FW: TV or not-TV, that's the question :> (fwd)

Kristine R. Brancolini (brancoli@indiana.edu)
Fri, 27 Aug 1999 13:40:26 -0700 (PDT)

There has a been an interesting discussion lately about the TV-Turn Off
Week and ALA's sponsorship. The response from most councilors has been
very encouraging. Most understand why many ALA members, especially those
of us who are media librarians, are uneasy with sponsorship of this event.
Mark Rosenzweig, on the other hand, represents the opposing point-of-view.
This latest message verbalizes what we all suspect many librarians believe
about libraries, that is, "libraries are about the priority of the written
word." See below.

I'm not very meticulous about voting for ALA council, but in the future I
will look for this person's name. If I see it on the ballot, I will find
other people for whom to vote.

Kristine Brancolini
Indiana University Libraries

---------- Forwarded message ----------
Date: Fri, 27 Aug 1999 14:55:53 -0500
From: "Spalding, Helen H." <SpaldingH@umkc.edu>
To: ACRL Leads <acrleads@ala1.ala.org>
Subject: FW: TV or not-TV, that's the question :>

-----Original Message-----
From: Mark Rosenzweig [mailto:iskra@earthlink.net]
Sent: Friday, August 27, 1999 11:27 AM
To: ALA Council List
Subject: Re: TV or not-TV, that's the question :>

1) IMPORTANT NEWS FLASH: TV has recently, within the last months, been
examined as a serious HEALTH PROBLEM by the national association of
pediatricians, who have issued a report which, among other things, found
that early exposure to TV is positively detrimental, without respect to
content, to a toddler's mental development.They also issued guidelines for
the maximum time spent in front of a TV tube for older children, from a
health point of view.

Was the pediatricians' association involved in censorship or contributing
to a violation of intellectual freedom? Were they gratuitously
"discriminating" in terms of format with respect to the effects of the
medium? What is behind this? A group of reactionary physicians bent on
banning access to TV, or a community of concerned health care professionals
who were duty bound to alert the public to a public health problem of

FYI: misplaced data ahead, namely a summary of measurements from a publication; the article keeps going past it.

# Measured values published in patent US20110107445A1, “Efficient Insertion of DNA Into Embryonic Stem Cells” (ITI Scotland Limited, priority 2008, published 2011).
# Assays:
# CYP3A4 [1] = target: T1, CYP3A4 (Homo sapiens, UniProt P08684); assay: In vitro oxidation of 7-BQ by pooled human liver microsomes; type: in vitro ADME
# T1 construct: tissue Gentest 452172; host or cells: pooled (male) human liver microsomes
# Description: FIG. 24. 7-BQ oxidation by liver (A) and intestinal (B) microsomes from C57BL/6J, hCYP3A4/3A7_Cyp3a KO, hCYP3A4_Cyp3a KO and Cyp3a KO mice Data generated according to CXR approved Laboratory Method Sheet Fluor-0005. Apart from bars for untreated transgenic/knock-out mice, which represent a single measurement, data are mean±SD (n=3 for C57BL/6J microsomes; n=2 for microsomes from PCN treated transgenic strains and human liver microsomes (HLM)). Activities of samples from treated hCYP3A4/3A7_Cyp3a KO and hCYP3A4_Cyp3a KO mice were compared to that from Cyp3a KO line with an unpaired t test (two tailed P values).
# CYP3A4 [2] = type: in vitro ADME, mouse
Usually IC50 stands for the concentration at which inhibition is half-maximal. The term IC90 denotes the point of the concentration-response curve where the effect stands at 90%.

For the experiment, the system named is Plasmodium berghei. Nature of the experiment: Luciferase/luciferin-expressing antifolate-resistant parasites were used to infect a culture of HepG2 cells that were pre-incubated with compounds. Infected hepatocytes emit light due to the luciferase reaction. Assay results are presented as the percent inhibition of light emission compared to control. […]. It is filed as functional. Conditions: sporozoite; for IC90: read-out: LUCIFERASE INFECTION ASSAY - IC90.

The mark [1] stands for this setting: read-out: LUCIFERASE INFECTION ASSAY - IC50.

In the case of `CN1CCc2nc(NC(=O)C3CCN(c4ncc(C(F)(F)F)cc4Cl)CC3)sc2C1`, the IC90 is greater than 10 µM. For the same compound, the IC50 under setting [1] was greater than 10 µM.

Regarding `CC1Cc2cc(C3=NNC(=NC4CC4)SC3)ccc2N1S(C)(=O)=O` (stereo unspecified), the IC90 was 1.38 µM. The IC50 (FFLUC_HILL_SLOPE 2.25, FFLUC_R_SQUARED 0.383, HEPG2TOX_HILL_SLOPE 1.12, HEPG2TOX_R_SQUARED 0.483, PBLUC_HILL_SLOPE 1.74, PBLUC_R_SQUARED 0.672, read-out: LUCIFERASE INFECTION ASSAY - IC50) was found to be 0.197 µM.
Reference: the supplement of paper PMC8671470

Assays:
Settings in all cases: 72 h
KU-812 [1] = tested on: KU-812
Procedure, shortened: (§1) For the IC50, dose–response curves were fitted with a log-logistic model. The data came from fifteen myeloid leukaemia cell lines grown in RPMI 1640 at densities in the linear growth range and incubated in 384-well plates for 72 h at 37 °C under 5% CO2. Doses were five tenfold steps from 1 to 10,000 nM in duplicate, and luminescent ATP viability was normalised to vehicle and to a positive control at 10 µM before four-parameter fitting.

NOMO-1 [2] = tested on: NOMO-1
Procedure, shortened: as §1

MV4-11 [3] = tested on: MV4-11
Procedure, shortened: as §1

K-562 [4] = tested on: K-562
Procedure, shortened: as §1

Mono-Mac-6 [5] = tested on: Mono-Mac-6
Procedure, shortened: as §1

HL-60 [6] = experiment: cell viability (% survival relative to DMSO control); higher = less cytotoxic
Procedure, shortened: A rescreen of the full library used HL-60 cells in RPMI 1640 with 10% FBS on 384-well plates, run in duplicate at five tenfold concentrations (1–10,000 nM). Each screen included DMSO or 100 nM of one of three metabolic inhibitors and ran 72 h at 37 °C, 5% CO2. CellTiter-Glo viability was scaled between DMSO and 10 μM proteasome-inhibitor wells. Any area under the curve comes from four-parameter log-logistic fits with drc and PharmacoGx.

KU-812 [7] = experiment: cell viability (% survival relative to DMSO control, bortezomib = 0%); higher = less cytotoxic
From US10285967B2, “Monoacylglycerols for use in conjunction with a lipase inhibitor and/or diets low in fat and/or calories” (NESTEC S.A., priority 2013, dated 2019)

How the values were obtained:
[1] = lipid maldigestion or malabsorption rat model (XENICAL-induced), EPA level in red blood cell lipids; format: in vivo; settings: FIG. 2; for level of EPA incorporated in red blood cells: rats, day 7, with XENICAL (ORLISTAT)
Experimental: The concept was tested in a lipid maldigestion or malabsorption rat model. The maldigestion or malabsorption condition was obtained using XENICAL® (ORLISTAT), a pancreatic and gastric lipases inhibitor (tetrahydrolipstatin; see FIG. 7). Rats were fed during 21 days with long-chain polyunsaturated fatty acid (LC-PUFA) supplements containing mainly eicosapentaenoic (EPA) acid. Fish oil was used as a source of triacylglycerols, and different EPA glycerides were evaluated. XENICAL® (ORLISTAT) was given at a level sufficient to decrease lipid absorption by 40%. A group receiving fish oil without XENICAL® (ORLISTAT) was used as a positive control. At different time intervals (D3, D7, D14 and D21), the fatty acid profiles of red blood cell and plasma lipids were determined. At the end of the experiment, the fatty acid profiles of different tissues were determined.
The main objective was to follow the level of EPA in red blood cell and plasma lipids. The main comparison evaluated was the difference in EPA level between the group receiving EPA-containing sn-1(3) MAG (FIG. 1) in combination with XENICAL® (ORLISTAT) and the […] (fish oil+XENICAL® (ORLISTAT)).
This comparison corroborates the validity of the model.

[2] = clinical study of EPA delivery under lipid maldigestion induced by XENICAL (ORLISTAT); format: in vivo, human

increasingly importannt dimensions and consequences in the form of
children's TV addiction and its baneful consequences.

2) Television is a unique, social fact, a *sui generis* phemomenon which
defines, in an incommensurable way, the behavior and development of those
immersed in its world and addicted to its continuous consumption. It is an
industry (not a "format") which --apart from its infinitessimally small
not-for-profit sector-- very definitely, actively, infinitely consciously
does everything to get viewers immersed as totally in its web, for the sake
of immense profits through maximum exposure to its commercial content,

3)DEFINITION: Videotapes are a "format" with discrete entities, judged, by
librarians, on their merits; televison broadcasting is a business which
aims to take up as much of everyones' eye-ball time ,without regard to
content, as it possibly can, (and does so very effectively) not for your
edification, but for profit and despite the deleterious effects of TV
assuming an ever greater proportion of leisure activity.

If televison, per se, were a "format"--I ask again-- why don't we set up
banks of TVs in each library like in bus stations and encourage people to
just watch as they would at home.

For that matter, why don't we collect, as a matter of principle, all video
games--or only the best-- (which ARE a format) and encourage patrons to
play them on our VDTs to their hearts' content. There is certainly some
hypocrisy here in "discriminating" against video games as a format?

4) I venture a position here: libraries are about the priority of the
written word. This priority is not exclusive, but it remains, nonetheless,
a priority. We are the ONLY institutions which attend to this. If we lose
sight of this mission we lose our raison d'etre.

>Personally, I do understand and appreciate how this could be viewed as an
>intellectual freedom issue (though not perhaps, strictly speaking
>"censorship"). But even if intellectual freedom didn't come into it, I
>could not vote for an ALA stand that discriminated against a *format*
>without regard to content.
>When I was in junior high, I was reading Pitcairn's Island in paperback.
>I was sitting on the bus next to a friend, and I said that it was a good
>book, and asked if she had read it. Her reply was "No, I'm not
>allowed to read paperback books." Well, it turned out that her church
>believed that paperback books were evil. So much of questionable moral
>value was published in paperback, that the church forbad its members to
>read ANY paperback books.
>OK, I know that "turn-off-the-TV week" is only a *suggestion* to turn off
>the TV, not a *requirement*, but it strikes me just like Jeanne's church's
>judgement about paperback books struck me: It's not the FORMAT that we
>should be concerned about. To do anything that implies that you can judge
>information by its FORMAT is something that many of us believe that
>librarians should not do (and by extension, not something that ALA should
>support). And no matter what, support by ALA of a period in which one
>format is "given up" DOES imply a belief that information presented in
>that format is "less worthy".
>Think of it ..... virtually all the other voluntary "give up X" weeks, are
>asking people to give up things that are considered to be harmful.
>(Cigarettes, Commuting by private automobile, and so forth). Supporting
>giving up TV for a week would carry a connotation that ALA believes that
>TV is "bad". .... no matter what the INTENT of the supporters might
>actually be.
> janet swan hill
> councilor at large